CAMDEN — There could not have been a finer weekend to celebrate Camden’s most storied legacy, the windjammers that make their trade where the mountains meet the sea, and contribute to the town’s unique schooner culture.
But to start the annual Windjammer Festival, always taking place on the few days just before the Labor Day holiday, the vessels first need to nestle in tight quarters at the head of Camden’s inner harbor, where the Megunticook River empties into the seawater, where dinghies and small boats fill the dock space, and where the admiring crowds gather to see them all come together.
It is tense process to park the schooners, large and small, with masts towering over head. Assist boats help nudge the schooners around, as their captains back them into berths.
The homeport schooners have it a little easier, as they make their way to their regular dock space; but the visiting schooners are provided extra care, their shiny wooden hulls lovingly tendered into their assigned spots.
And overseeing it all, a maestro in moving the pieces around the marine chessboard, is Camden Harbor Master Steve Pixley. In charge of getting the vessels safely in and out of the harbor, he zips around in small Whaler, his phone rocketing messages and ringing for attention. “Garth, go,” he speaks fast, getting the latest information from the bay. Or he jokes with a friend, or clips a friendly redirection to a visiting motorboat that inconveniently ties up where it should not.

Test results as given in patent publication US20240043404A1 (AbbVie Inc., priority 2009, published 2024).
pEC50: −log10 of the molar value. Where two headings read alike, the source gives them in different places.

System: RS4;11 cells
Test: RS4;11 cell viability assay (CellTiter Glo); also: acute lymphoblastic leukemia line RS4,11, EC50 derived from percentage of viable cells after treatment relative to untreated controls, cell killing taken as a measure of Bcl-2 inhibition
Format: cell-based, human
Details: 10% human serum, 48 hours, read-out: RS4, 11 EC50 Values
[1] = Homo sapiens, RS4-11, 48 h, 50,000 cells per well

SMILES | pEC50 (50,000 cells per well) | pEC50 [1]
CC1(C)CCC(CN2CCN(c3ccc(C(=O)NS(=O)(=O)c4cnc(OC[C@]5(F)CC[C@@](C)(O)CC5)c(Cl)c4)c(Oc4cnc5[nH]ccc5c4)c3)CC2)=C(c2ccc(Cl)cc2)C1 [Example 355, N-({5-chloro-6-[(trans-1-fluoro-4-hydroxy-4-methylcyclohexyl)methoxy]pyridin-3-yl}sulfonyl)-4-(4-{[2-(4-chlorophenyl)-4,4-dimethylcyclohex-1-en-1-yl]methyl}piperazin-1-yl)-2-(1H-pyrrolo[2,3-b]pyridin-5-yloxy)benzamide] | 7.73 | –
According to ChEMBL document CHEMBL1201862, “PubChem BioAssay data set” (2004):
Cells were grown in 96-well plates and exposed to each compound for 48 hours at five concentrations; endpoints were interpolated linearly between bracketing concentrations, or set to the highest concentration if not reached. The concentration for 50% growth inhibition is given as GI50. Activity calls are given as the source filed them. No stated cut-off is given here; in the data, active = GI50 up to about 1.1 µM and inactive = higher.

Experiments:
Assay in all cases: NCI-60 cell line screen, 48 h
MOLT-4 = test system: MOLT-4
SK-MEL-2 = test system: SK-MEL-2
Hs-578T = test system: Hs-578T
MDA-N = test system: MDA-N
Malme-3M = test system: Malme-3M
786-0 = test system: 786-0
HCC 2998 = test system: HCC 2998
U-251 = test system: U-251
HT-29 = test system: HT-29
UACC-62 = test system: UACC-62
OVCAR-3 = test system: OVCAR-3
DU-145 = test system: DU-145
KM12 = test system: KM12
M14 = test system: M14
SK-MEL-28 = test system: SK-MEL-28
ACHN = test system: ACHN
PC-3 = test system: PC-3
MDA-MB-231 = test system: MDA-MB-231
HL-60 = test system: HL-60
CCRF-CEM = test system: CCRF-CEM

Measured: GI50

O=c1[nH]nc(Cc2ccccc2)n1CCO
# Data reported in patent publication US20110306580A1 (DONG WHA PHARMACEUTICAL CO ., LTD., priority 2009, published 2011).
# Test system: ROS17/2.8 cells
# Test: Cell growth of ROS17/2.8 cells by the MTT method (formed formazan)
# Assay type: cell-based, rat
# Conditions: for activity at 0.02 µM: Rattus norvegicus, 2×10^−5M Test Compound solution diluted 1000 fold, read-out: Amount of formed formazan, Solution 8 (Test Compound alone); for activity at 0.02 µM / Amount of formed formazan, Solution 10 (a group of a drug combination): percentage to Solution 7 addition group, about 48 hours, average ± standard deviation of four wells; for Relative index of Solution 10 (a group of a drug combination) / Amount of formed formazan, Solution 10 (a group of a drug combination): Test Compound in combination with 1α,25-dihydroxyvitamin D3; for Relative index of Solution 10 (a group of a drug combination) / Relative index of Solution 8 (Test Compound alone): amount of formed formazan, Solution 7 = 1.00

And the marine radio is likewise alive with chatter. It’s Camden’s 2023 Windjammer Weekend, Sept. 1 and 2, with boats remaining in the harbor over Labor Day Weekend, or sailing on the bay.
Everyone is happy to gather and celebrate schooners, the aged two- and three-masted vessels whose sails fill and billow out on Penobscot Bay, the boats that turn heads, no matter how often you have seen them on the water. Because they are always beautiful and full of unique maritime history, still proudly rolling with the tides.